Engineers have shown that a widely used method of detecting single photons can also count the presence of at least four photons at a time. The researchers say this discovery will unlock new capabilities in physics labs working in quantum information science around the world, while providing easier paths to developing quantum-based technologies.
LiU researcher Klas Tybrandt has put forward a theoretical model that explains the coupling between ions and electrons in the widely used conducting polymer PEDOT:PSS. The model has profound implications for applications in printed electronics, energy storage in paper, and bioelectronics.
More materials for electronic applications could be identified, thanks to the discovery of a new metal-organic framework (MOF) that displays electrical semiconduction with a record high photoresponsivity, by a global research collaboration involving the University of Warwick.
Research teams all over the world are exploring different ways to design a working computing chip that can integrate quantum interactions. Now, Australian and Dutch engineers believe they have cracked the problem, reimagining the silicon microprocessors we know to create a complete design for a quantum computer chip that can be manufactured using mostly standard industry processes and components.
The Florida State University-headquartered National High Magnetic Field Laboratory has shattered another world record with the testing of a 32-tesla magnet -- 33 percent stronger than what had previously been the world's strongest superconducting magnet used for research and more than 3,000 times stronger than a small refrigerator magnet.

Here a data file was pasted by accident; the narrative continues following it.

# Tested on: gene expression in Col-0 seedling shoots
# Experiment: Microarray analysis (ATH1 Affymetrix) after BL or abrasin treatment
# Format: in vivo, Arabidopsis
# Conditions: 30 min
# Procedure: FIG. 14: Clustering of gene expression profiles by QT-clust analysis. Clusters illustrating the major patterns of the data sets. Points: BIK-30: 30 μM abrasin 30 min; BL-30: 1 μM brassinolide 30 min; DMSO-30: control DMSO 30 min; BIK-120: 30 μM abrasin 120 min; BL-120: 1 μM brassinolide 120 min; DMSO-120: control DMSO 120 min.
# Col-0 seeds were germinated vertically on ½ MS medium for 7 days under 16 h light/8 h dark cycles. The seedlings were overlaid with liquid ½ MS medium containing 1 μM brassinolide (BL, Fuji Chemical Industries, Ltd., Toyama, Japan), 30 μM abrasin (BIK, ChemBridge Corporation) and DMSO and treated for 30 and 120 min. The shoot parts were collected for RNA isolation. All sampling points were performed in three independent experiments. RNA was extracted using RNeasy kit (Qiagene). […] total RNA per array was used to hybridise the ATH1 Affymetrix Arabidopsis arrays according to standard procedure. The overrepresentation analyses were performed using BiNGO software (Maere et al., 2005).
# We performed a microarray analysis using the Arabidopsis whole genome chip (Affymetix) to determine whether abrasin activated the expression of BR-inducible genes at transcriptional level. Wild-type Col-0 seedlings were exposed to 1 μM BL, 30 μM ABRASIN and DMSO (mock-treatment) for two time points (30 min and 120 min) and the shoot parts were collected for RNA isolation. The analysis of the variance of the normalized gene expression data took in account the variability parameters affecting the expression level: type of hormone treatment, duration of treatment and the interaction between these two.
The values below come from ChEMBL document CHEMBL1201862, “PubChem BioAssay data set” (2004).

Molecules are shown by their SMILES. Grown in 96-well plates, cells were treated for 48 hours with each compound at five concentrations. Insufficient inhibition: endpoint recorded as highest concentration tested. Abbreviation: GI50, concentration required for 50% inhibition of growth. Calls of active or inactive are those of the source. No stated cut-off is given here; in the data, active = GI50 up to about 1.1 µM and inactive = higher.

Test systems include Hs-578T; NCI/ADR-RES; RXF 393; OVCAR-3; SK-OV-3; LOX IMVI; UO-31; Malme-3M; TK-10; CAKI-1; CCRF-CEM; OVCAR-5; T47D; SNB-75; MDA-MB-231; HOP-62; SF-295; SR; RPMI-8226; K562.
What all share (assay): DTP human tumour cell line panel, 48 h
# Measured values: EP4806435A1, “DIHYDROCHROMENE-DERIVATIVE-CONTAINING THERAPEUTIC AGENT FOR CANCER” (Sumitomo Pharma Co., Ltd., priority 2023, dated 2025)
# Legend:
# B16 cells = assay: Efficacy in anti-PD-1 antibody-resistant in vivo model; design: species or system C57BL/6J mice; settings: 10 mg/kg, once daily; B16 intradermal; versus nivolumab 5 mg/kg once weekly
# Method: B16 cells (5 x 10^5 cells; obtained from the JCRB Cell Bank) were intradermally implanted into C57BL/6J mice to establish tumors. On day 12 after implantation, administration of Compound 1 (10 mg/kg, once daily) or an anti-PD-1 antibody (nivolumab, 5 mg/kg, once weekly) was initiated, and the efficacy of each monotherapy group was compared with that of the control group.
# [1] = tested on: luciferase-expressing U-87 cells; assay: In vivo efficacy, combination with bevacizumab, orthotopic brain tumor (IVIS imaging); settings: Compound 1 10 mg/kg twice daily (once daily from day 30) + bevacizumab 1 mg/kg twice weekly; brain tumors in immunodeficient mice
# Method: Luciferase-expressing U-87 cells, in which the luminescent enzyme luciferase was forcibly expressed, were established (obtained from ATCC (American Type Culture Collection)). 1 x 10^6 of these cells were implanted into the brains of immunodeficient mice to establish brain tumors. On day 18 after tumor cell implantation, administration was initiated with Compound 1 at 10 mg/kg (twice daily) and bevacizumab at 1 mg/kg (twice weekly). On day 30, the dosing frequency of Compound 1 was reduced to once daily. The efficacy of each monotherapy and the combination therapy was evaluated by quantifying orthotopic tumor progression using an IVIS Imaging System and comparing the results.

A new technique developed by researchers at Technische Universität München, Forschungszentrum Jülich, and RWTH Aachen University, published in Elsevier's Materials Today, provides a unique insight into how the charging rate of lithium ion batteries can be a factor limiting their lifetime and safety.
If a satellite's temperature is not maintained within its optimal range, its performance can suffer which could mean it could be harder to track wildfires or other natural disasters, your Google maps might not work and your Netflix binge might be interrupted. This might be prevented with a new material recently developed by USC Viterbi School of Engineering engineers.
In a major step toward making a quantum computer using everyday materials, a team led by researchers at Princeton University has constructed a key piece of silicon hardware capable of controlling quantum behavior between two electrons with extremely high precision.
University of Alabama at Birmingham physicists have taken the first step in a five-year effort to create novel compounds that surpass diamonds in heat resistance and nearly rival them in hardness. In a paper in the journal Materials, Yogesh Vohra and colleagues in the UAB College of Arts and Sciences investigated how the addition of boron, while making a diamond film via plasma vapor deposition, changed properties of the diamond material.
Physicists from Konstanz, Princeton and Maryland created a stable quantum gate as a basic element for the quantum computer.